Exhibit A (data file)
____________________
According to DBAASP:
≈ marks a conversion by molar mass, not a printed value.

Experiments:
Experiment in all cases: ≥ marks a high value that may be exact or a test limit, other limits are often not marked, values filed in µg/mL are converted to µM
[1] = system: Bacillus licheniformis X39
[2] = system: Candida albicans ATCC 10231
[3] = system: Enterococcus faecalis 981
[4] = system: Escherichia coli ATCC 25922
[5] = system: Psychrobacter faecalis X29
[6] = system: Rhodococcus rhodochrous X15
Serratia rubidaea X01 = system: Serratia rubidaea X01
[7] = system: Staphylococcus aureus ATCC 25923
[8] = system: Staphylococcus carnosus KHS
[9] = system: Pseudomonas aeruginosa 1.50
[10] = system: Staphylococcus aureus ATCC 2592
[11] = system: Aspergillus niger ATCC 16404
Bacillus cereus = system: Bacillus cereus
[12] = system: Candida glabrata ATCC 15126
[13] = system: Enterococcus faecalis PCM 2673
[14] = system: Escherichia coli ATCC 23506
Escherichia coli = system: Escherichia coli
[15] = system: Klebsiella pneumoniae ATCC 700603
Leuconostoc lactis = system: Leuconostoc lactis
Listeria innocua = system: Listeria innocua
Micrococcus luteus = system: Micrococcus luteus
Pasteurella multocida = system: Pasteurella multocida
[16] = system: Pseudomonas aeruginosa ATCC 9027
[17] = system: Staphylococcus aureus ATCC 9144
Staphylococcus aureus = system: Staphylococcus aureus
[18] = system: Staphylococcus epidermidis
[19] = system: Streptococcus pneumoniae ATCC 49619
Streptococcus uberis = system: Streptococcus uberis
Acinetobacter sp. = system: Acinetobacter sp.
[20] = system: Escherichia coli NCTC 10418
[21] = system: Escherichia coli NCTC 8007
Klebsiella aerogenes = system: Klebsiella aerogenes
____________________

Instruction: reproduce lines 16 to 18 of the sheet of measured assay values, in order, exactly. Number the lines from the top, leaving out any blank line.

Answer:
[11] = system: Aspergillus niger ATCC 16404
Bacillus cereus = system: Bacillus cereus
[12] = system: Candida glabrata ATCC 15126